Fig. 4: Innovation paradigm of electronics

Source: Hirooka, 2003a.

Chain fractals of IC devices

Regarding the development of innovation technologies, the development technology consists of a series of developments of innovation products. Each innovation product is distinct and has its own development history with a shorter development trajectory. This is the origin of fractals. For instance, devices in the electronics paradigm are developed step by step, following Moore’s law. That is, the degree of device integration quadruples every three to four years from one grade to the upper grade. The development is not continuous but a stepwise process. Each process has its own trajectory that is an element of the fractal, and the accumulated fractals compose the parent development trajectory. The resulting products diffuse, forming a diffusion trajectory with a chain fractal structure, as shown in Figure 5. The transition of developments of integrated circuits is located on the development trajectory; a few years later, the developed product is sold along the diffusion trajectory. The sale of an IC chip continues for several years until it is replaced by a more advanced one. This process is described by a triangle on the diffusion trajectory, as shown in Figure 5. The fractals form a chain structure.

Bundle fractals in application fields

Another fractal structure can be seen in the application fields. The development trajectory comprises various developed products and also various applications. The development history of innovation products composes the development trajectory, and the products diffuse to be used in various applications, forming a fusion trajectory, as described in previous research (Hirooka, 1999, 2003a, 2005b). The adoption of innovation by existing industries was termed ‘technology fusion’ by Kodama (1985) and Freeman (1987). Thus, a trajectory based on technology fusion is called a ‘fusion trajectory’. This means that an innovation expands beyond its own products towards wider application through the techno-economic paradigm change. For example, the electronics devices not only form an electronics development trajectory, they were also adopted by various industries for use in a wide variety of products, including aircraft engines, machine tools, automobiles, and cameras. Each industry creates its own fusion trajectory, as discussed in Hirooka (1999, 2003a, 2005b). These fusion trajectories occur along the electronics development trajectory, meaning that the adoption of electronics innovations by other industries takes place at the same time as the original product development. The time span of these fractal trajectories is almost the same as that of the original development trajectory because the development of technology fusion takes place along the development trajectory. These fractals form a bundle of fusion trajectories along the electronics development trajectory, as shown in Figure 6. It is amazing to see how quickly other industries adopt innovation technologies. This expanded use of innovation technologies enriches the development trajectory and expands the market, contributing to institutional change in the economy.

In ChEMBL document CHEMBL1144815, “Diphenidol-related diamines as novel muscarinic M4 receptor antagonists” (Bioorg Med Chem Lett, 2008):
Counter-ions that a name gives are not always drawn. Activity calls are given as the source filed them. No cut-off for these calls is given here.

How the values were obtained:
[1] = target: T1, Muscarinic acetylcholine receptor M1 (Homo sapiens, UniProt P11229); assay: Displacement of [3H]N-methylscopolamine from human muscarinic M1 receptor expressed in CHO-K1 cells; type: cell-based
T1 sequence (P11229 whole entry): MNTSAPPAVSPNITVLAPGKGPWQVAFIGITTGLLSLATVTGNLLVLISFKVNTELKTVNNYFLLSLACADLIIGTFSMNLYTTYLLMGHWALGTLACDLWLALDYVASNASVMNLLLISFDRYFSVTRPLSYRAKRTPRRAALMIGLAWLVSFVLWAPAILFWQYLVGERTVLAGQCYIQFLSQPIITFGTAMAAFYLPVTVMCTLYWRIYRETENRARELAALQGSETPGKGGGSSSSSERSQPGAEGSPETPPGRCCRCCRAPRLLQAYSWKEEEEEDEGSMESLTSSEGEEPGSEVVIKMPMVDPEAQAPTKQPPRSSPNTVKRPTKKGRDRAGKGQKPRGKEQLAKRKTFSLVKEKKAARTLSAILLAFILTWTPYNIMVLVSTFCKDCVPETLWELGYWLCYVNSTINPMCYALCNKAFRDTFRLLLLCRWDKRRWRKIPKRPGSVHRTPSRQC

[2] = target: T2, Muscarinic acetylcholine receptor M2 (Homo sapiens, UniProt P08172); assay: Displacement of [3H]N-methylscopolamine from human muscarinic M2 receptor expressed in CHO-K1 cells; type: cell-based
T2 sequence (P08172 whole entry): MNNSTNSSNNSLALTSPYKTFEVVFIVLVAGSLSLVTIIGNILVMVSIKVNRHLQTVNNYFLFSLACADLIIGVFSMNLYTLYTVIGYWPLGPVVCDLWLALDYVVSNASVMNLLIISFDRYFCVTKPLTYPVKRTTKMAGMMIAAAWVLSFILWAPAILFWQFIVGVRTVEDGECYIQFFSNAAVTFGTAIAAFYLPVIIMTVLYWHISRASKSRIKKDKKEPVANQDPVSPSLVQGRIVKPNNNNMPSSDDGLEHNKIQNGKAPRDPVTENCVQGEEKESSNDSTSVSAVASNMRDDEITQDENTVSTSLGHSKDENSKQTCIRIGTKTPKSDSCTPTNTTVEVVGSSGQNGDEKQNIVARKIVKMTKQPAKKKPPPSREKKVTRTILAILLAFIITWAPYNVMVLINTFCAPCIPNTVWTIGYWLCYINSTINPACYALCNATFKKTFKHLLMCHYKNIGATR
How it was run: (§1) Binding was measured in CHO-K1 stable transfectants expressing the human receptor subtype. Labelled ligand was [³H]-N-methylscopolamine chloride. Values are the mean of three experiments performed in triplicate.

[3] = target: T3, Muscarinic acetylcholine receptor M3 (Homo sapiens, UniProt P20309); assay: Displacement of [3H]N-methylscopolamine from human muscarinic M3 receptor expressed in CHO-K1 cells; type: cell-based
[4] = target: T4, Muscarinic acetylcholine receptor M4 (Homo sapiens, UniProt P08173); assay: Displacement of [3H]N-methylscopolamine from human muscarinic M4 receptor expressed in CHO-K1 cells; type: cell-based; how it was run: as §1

Fig. 5: Fractal structure of IC chips in electronics paradigm

Source: data in Japanese market by MITI statistics.


Fig. 6: Fractals of fusion trajectories of various industries in electronics paradigm

Source: Hirooka, 1999c, 2003a.

System fractals in innovation paradigms

Evolution of information technology paradigms

The information technologies are summarized into three paradigms: computers, electronics, and multimedia. While these are different paradigms established within individual disciplines, they closely interact and together form the modern information society. The computer system has evolved by adopting electronics, and the multimedia system has been constructed on the basis of computer and electronics technologies. The evolutionary trend of these three paradigms can be illustrated in Figure 7, by using two loci: the development and diffusion trajectories. The relative positioning of these trajectories indicates that the computer and electronics paradigms are mature while the multimedia one is still premature. This gap provides an important insight into the IT recession. There was a bubble phenomenon in the electronics and information businesses around 2000, and the economy then entered a kind of air pocket: IT recession. According to Perez’s (2002) explanation, we are now at a turning point, from a ‘frenzy’ phase to a ‘synergy’ phase. Since the multimedia paradigm is still not mature enough to add sufficient value to the economy, the economy cannot yet enjoy the fruits of multimedia. This gap is one explanation for the present slackness in the economy. The synergy phase should take effect during the upswing of the 5th Kondratiev wave towards the peak of 2040. The electronics and information infra-trajectory will enter the second full-swing phase, as described in Hirooka (2004a).


Fig. 7: Evolution of information technology paradigms and fractals

Source: Hirooka & Nitta, 2002; Hirooka, 2003a, 2004b.

Fractals of technological systems